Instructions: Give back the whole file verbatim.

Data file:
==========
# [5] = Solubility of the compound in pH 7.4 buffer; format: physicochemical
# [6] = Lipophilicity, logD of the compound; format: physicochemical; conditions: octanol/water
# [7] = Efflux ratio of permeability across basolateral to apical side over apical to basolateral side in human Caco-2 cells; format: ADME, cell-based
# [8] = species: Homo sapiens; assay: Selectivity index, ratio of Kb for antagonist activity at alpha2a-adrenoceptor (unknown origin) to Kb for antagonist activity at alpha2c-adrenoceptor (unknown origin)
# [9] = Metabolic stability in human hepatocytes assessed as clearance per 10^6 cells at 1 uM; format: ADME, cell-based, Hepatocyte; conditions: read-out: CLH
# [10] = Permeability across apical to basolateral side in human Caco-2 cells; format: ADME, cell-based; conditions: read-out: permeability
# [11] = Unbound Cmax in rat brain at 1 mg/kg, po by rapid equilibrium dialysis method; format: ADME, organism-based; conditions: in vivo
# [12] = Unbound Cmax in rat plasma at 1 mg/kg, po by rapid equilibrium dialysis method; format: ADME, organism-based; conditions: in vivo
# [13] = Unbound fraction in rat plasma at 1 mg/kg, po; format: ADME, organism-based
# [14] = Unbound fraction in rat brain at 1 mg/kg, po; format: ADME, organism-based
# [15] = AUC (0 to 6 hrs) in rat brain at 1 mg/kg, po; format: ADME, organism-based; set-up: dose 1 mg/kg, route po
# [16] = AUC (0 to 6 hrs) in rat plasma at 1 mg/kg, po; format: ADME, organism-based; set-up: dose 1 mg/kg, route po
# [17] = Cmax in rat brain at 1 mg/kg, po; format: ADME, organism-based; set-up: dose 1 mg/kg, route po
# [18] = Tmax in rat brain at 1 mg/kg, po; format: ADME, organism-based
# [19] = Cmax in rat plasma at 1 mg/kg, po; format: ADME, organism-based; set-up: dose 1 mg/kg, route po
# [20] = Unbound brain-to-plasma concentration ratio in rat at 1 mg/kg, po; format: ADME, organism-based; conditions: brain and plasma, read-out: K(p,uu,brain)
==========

# [5] = Solubility of the compound in pH 7.4 buffer; format: physicochemical
# [6] = Lipophilicity, logD of the compound; format: physicochemical; conditions: octanol/water
# [7] = Efflux ratio of permeability across basolateral to apical side over apical to basolateral side in human Caco-2 cells; format: ADME, cell-based
# [8] = species: Homo sapiens; assay: Selectivity index, ratio of Kb for antagonist activity at alpha2a-adrenoceptor (unknown origin) to Kb for antagonist activity at alpha2c-adrenoceptor (unknown origin)
# [9] = Metabolic stability in human hepatocytes assessed as clearance per 10^6 cells at 1 uM; format: ADME, cell-based, Hepatocyte; conditions: read-out: CLH
# [10] = Permeability across apical to basolateral side in human Caco-2 cells; format: ADME, cell-based; conditions: read-out: permeability
# [11] = Unbound Cmax in rat brain at 1 mg/kg, po by rapid equilibrium dialysis method; format: ADME, organism-based; conditions: in vivo
# [12] = Unbound Cmax in rat plasma at 1 mg/kg, po by rapid equilibrium dialysis method; format: ADME, organism-based; conditions: in vivo
# [13] = Unbound fraction in rat plasma at 1 mg/kg, po; format: ADME, organism-based
# [14] = Unbound fraction in rat brain at 1 mg/kg, po; format: ADME, organism-based
# [15] = AUC (0 to 6 hrs) in rat brain at 1 mg/kg, po; format: ADME, organism-based; set-up: dose 1 mg/kg, route po
# [16] = AUC (0 to 6 hrs) in rat plasma at 1 mg/kg, po; format: ADME, organism-based; set-up: dose 1 mg/kg, route po
# [17] = Cmax in rat brain at 1 mg/kg, po; format: ADME, organism-based; set-up: dose 1 mg/kg, route po
# [18] = Tmax in rat brain at 1 mg/kg, po; format: ADME, organism-based
# [19] = Cmax in rat plasma at 1 mg/kg, po; format: ADME, organism-based; set-up: dose 1 mg/kg, route po
# [20] = Unbound brain-to-plasma concentration ratio in rat at 1 mg/kg, po; format: ADME, organism-based; conditions: brain and plasma, read-out: K(p,uu,brain)